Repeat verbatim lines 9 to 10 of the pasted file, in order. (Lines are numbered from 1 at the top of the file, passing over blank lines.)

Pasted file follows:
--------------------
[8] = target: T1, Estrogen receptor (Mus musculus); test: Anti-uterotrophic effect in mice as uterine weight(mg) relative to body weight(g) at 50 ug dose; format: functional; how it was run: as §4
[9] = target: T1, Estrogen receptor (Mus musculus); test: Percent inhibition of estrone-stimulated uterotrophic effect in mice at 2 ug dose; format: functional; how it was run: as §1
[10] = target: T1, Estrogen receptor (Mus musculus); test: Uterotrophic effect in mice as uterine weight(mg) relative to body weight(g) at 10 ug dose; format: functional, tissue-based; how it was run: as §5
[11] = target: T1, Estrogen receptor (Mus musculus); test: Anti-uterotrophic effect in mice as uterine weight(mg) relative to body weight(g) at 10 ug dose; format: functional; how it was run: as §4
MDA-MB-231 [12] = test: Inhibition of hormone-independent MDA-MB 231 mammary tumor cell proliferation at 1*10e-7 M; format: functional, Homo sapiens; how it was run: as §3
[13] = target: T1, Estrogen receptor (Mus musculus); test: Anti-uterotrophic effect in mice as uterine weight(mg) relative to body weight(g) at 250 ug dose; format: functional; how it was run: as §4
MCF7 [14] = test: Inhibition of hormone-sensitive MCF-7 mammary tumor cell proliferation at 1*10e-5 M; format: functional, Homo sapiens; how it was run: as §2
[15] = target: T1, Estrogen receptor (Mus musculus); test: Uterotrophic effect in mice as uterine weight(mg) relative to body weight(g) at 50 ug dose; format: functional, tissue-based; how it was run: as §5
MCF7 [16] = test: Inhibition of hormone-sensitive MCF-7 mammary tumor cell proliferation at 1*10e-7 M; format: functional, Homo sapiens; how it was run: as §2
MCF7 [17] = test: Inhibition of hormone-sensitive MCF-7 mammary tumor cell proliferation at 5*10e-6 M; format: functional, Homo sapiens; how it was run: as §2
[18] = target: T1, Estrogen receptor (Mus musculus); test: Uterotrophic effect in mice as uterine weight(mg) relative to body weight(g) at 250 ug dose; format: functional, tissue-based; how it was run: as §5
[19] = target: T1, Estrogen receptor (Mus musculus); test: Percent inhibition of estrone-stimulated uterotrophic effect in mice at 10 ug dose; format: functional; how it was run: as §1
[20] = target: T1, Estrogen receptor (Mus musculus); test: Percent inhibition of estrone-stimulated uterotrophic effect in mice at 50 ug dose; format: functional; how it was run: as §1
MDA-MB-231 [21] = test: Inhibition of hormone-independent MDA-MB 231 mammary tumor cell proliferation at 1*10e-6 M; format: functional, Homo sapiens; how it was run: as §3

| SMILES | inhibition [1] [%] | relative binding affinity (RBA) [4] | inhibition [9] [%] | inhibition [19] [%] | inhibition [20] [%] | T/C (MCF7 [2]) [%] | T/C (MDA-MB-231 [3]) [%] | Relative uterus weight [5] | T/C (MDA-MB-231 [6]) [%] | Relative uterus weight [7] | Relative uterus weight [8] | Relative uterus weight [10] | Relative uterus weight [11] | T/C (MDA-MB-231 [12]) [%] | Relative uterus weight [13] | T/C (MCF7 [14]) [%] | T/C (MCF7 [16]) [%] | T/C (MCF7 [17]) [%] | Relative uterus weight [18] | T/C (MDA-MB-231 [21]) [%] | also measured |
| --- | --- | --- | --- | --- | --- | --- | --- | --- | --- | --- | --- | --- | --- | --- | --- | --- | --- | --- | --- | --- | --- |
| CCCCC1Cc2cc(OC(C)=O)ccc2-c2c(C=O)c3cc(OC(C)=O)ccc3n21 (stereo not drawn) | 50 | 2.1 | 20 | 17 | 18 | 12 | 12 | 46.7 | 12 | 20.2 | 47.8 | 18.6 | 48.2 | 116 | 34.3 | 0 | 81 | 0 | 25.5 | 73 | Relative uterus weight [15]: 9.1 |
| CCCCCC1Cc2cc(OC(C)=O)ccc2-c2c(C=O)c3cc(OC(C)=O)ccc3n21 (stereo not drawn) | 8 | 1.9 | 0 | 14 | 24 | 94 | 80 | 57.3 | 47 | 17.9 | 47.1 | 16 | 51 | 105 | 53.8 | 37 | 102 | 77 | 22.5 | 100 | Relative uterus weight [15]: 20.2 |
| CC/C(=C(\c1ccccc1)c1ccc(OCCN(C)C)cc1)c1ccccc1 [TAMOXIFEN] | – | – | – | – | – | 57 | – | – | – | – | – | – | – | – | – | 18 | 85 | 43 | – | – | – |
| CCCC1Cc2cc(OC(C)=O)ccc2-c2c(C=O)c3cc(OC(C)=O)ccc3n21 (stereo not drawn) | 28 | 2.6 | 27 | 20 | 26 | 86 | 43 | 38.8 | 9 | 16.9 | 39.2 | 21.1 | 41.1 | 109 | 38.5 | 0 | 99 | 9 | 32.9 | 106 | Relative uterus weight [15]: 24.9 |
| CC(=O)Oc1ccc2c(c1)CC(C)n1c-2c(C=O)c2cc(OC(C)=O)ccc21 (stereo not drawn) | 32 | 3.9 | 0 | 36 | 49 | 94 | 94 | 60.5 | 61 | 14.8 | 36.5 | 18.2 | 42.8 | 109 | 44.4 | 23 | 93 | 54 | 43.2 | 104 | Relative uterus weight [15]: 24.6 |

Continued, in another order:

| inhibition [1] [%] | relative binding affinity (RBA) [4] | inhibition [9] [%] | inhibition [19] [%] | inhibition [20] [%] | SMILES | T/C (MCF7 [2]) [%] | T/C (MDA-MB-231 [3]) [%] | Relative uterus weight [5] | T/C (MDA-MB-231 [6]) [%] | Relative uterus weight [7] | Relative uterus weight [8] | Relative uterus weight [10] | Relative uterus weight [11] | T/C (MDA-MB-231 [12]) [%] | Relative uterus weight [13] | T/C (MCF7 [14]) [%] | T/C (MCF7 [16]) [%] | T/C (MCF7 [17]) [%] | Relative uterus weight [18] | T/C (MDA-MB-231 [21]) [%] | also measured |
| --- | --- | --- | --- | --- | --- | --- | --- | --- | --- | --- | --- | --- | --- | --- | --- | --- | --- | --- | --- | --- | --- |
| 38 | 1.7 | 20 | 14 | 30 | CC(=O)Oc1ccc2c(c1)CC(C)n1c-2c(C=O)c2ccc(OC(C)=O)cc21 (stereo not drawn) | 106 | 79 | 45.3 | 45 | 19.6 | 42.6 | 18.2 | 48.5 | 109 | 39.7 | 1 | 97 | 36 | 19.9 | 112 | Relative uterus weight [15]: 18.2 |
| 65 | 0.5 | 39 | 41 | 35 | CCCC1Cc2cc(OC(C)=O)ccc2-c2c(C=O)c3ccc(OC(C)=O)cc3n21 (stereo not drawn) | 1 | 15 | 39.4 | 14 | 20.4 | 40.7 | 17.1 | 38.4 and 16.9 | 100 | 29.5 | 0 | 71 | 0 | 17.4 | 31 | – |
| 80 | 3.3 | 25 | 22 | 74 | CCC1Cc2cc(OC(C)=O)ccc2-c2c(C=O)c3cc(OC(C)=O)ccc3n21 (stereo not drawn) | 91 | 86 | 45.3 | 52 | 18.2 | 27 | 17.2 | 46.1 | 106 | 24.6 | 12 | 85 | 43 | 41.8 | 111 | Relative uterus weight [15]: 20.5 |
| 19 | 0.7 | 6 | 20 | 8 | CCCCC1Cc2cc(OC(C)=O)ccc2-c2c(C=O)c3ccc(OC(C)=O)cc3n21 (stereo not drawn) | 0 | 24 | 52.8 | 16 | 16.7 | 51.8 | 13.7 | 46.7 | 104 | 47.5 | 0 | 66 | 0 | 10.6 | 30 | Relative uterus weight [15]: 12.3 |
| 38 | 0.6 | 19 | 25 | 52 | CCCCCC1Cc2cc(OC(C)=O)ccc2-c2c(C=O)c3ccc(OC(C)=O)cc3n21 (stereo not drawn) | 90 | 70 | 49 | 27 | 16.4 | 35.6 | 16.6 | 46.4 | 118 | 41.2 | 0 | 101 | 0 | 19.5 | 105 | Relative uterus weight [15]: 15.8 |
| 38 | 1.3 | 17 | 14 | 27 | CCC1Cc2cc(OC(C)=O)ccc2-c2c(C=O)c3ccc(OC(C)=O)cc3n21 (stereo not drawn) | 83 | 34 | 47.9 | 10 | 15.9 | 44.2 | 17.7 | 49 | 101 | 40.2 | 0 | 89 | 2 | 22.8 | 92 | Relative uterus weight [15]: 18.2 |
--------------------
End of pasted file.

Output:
MCF7 [16] = test: Inhibition of hormone-sensitive MCF-7 mammary tumor cell proliferation at 1*10e-7 M; format: functional, Homo sapiens; how it was run: as §2
MCF7 [17] = test: Inhibition of hormone-sensitive MCF-7 mammary tumor cell proliferation at 5*10e-6 M; format: functional, Homo sapiens; how it was run: as §2